Lawyers for the city teacher’s union have ripped the decision by the MTA to set a June 30 date for the start of $15 congestion pricing — saying it shows the agency is not reconsidering the environmental impacts of the scheme, according to a new filing in their federal suit.

“We believe it fair to say that the MTA’s statement belies any genuine re-evaluation being conducted as to whether further environmental review is needed based on the actual congestion pricing program,” the lawyers said in an April 30 letter to Manhattan federal Judge Lewis Liman.

The United Federation of Teachers is bankrolling a broad, bi-partisan lawsuit filed in January that also includes Republican Staten Island Borough President Vito Fossella and other elected officials and teachers as plaintiffs.

What to know about congestion pricing

  • These rates apply during peak hours, 5 am-9 pm weekdays, 9 am – 9 pm weekends. During other times, tolls are lowers to $2.75 for passenger vehicles, $6 for small trucks, $9 for large trucks, and $1.75 for motorcycles. Other rates remain the same.
  • Emergency vehicles, school buses, specialized government vehicles and vehicles carrying people with disabilities are exempt.
  • Drivers crossing into Manhattan using a tolled tunnel get a $5 discount.

The controversial program would toll drivers who head south of 60th Street on city avenues and local streets $15 per day between 5 a.m. and 9 p.m. and $3.75 to drive in overnight.

The lawsuit argued that teachers, firefighters, EMS workers and other essential public servants would be “forced to shoulder the burden of the MTA’s latest fundraising gambit.”

UFT president Mike Mulgrew deferred to his lawyers’ statement, but when he announced the suit earlier said,  “This is simply a money grab because they’re going to raise the money off the working and middle class of this city.”

Some of the educators drive from the outer-boroughs to Manhattan schools in the congestion zone.

The suit also raised environmental concerns, complaining the congestion toll would shift traffic and pollution from Manhattan to Staten Island and the Bronx.

Co-plaintiff Vito Fossella on Wednesday slammed the MTA for trying to ram through the congestion toll before the legal case is resolved.

Staten Island Borough President Vito Fossella. Brigitte Stelzer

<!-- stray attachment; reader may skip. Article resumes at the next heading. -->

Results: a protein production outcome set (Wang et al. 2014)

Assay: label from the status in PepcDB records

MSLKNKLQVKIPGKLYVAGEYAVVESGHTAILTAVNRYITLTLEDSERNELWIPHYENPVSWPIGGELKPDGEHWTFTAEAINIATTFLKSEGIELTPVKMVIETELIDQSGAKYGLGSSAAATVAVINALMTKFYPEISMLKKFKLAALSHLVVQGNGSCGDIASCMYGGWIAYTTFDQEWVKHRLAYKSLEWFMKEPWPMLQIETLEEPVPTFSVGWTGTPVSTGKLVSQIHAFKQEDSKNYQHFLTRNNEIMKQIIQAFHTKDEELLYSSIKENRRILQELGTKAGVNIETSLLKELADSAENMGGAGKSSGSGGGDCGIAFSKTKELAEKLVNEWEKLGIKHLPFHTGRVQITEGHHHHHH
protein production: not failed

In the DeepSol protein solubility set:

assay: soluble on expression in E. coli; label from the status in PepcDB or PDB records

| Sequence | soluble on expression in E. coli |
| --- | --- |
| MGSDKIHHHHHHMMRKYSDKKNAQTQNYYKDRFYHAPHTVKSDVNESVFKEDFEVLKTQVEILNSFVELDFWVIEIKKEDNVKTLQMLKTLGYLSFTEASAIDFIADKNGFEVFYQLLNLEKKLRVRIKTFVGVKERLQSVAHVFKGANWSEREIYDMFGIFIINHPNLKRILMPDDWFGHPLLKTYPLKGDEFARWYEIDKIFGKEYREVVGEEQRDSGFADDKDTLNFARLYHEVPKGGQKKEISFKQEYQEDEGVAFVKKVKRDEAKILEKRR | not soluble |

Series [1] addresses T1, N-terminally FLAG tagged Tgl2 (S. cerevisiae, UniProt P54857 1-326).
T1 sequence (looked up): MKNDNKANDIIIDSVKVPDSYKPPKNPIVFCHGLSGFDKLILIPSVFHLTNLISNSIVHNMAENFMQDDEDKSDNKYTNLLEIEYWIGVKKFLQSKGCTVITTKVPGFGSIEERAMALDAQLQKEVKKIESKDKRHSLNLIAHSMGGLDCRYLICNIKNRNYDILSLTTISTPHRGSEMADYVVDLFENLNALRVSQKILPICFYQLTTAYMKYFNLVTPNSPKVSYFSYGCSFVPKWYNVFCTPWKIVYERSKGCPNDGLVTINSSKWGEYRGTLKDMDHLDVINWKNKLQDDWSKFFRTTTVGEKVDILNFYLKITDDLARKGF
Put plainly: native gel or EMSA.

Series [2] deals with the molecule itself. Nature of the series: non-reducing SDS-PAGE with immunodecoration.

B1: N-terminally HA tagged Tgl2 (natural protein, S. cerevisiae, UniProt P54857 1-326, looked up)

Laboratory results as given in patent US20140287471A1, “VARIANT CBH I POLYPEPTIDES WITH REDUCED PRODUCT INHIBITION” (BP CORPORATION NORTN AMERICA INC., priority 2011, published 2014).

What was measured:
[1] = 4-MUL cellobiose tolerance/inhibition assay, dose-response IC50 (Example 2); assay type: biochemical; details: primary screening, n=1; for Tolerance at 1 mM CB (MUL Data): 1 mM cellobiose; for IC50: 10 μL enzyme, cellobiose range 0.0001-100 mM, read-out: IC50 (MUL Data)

“It’s presumptuous and arrogant,” Fossella said. “You can’t just steamroll this toll through. You have to respect the process.”

“It shows that the public hearings the MTA held were a sham. They’re thumbing their nose at everybody.”

Congestion pricing is being implemented because of a state law championed by former Gov. Andrew Cuomo and the Democrat-controlled legislature in 2019.

The toll has the strong backing of Cuomo’s successor, Gov. Kathy Hochul, who supports the estimated $1 billion that would be generated from the toll to fund mass transit while claiming it will curb traffic congestion and air pollution in Manhattan and encourage more commuters to take mass transit.

The city teacher’s union has ripped the decision by the MTA to set a June 30 date for the start of $15 congestion pricing. Helayne Seidman

But politically, the congestion toll is a loser with voters — nearly two-thirds of New Yorkers across the political spectrum oppose the pricing scheme  while only 25% support it, a Siena College poll released last week found.

Still, the toll is scheduled to go into effect June 30 — barring a bombshell contrarian ruling or opposition from the Biden Administration — both which appear unlikely.

The MTA’s lawyers claimed as such when they discussed the June 30 implementation date in a letter to the judge last week after MTA CEO Janno Lieber announced it.  

“While that [June 30] is the planned date, the program cannot commence until the Federal Highway Administration completes its reevaluation of the adopted toll structure and executes an agreement authorizing tolling under the Value Pricing Pilot Program,” MTA lawyer Roberta Kaplan said.

Fossella acknowledged that the litigation is the 11th hour hail mary — the last gap — to stop the new toll to enter Midtown.

“This is the last stand. This is the Alamo,” the Staten Island BP said.

Meanwhile, the MTA on Monday approved discounts to make public transit options more attractive while implementing congestion pricing.

It will increase service frequency on six popular express bus routes from Brooklyn and Staten Island to the congestion zone in Manhattan and offer a 10% cut on the price of monthly commuter rail tickets within New York City to ride along Long Island Railroad and Metro-North stops.

Both programs are designed to appeal to people in the outer boroughs who might consider switching to transit from driving into the Manhattan Central Business District.  

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